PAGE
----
Better plastic has led to pioneering innovations such as the new detectable pigment being used by Axe (Lynx) and TRESemmé, which makes black plastic recyclable, as it can now be seen and sorted by recycling plant scanners, and the Lipton 'festival bottle' which is made of 100% recycled plastic and is collected using a deposit scheme.
As part of No plastic, Unilever has brought to the market innovations including shampoo bars, refillable toothpaste tablets, cardboard deodorant sticks and bamboo toothbrushes. It has also signed up to the Loop platform, which is exploring new ways of delivering and collecting reusable products from consumers' homes.
As part of today's announcement, Unilever has posted a video on its website addressing the issue of ocean plastic and committing to play its part to 'make the blue planet, blue again.'
Unilever's plastic packaging footprint today is around 700,000 tonnes annually (including recent acquisitions).
The company is today making two commitments:
1) Reduce our virgin plastic packaging by 50% by 2025, with one third (more than 100,000 tonnes) coming from an absolute plastic reduction.
More than 100,000 tonnes will come from an absolute reduction as the business invests in multiple use packs (reusable and/or refillable), 'no plastic' solutions (alternative packaging materials or naked products) and reduces the amount of plastic in existing packs (concentration). Replacing non-recycled plastic packaging with recycled plastics will account for the remaining reduction. Unilever will measure the total tonnes of virgin plastic packaging used each year vs the total tonnes of virgin plastic packaging used in 2018. As a result of this commitment, Unilever is committing to have a virgin plastic packaging footprint of no more than 350,000 tonnes by 2025.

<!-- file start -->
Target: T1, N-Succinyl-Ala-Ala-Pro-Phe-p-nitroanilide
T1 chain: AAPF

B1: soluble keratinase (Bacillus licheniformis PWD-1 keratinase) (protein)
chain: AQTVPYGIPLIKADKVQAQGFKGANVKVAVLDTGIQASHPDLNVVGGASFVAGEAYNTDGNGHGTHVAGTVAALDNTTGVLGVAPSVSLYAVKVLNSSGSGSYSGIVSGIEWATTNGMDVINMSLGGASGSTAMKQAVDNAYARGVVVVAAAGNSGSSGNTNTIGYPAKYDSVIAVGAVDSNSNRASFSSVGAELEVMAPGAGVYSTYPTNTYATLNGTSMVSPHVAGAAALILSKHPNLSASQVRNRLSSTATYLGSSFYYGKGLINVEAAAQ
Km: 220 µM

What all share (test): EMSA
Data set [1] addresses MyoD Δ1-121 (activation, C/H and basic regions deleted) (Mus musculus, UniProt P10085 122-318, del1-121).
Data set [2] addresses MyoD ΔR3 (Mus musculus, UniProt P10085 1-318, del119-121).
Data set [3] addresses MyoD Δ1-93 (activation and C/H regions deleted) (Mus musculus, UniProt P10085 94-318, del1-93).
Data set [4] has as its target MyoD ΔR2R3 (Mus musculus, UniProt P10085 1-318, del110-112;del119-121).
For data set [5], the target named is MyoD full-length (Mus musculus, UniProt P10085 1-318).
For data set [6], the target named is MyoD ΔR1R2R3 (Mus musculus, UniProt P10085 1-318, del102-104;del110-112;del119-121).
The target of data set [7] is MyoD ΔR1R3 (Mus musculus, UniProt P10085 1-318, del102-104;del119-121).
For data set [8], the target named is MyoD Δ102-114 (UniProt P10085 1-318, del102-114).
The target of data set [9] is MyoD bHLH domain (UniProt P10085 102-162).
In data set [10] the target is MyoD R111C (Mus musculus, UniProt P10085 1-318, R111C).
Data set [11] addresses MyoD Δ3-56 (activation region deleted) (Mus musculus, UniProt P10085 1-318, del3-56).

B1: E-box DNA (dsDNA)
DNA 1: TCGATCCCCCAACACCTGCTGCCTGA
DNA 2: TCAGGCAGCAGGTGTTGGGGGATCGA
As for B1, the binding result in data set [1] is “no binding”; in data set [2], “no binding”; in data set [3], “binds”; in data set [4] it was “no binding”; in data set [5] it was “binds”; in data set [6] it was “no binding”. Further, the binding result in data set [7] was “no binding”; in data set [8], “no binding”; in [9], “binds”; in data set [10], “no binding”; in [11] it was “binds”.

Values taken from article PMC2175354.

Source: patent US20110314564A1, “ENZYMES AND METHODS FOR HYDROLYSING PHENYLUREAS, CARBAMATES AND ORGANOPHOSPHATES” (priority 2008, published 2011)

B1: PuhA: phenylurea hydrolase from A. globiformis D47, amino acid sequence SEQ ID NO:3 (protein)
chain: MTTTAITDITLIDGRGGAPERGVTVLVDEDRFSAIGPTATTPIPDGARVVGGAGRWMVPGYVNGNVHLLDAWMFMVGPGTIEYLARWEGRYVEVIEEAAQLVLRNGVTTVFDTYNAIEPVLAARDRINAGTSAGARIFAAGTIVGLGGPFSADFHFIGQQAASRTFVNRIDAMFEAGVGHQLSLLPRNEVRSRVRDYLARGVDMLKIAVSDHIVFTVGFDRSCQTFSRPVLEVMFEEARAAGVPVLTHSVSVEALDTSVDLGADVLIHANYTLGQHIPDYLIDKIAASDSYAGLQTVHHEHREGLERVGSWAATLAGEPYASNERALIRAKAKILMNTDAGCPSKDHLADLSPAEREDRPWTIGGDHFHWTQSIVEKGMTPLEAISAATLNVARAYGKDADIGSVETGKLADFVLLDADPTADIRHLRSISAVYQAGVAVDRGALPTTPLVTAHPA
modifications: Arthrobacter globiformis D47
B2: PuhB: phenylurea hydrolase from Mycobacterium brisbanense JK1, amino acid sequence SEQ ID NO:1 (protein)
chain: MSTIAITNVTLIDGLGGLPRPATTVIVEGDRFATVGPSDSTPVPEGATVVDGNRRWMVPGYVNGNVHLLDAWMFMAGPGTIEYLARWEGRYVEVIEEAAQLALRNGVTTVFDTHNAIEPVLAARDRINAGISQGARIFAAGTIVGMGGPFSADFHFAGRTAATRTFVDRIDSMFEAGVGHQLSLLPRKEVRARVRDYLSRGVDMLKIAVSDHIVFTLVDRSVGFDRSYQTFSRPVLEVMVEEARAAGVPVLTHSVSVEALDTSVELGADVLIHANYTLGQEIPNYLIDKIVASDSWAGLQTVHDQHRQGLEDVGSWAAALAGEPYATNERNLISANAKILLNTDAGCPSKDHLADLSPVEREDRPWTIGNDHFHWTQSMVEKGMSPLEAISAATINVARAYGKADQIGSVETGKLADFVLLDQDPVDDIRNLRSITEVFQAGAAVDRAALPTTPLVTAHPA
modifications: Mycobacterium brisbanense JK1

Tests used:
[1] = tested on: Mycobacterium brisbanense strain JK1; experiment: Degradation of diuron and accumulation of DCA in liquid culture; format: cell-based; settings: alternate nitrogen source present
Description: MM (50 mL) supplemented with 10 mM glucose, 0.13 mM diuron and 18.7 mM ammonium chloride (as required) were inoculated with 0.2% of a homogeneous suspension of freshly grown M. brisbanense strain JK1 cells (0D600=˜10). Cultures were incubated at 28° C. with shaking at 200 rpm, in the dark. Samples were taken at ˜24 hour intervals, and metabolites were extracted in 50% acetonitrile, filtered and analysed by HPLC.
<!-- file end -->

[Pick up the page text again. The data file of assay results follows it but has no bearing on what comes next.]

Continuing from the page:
2) Help collect and process more plastic packaging than we sell by 2025.
Unilever's commitment will require the business to help collect and process around 600,000 tonnes of plastic annually by 2025. This is less than our current 700,000 tonnes plastic packaging footprint because it reflects the 100,000 tonnes absolute reduction we have committed to above.
Unilever will deliver this commitment by:
Unilever will measure the total tonnes of plastic packaging it has helped collect and process in a year vs how much plastic packaging it has used.
Over the last five years, Unilever has collaborated with many partners to collect plastic packaging, including the United Nations Development Programme, to help segregate, collect and recycle packaging across India. In addition, it has helped to establish almost 3,000 waste banks in Indonesia, offering more than 400,000 people the opportunity to recycle their waste. In Brazil, Unilever has a long-running partnership with retailer Grupo Pão de Açúcar to help collect waste through drop-off stations.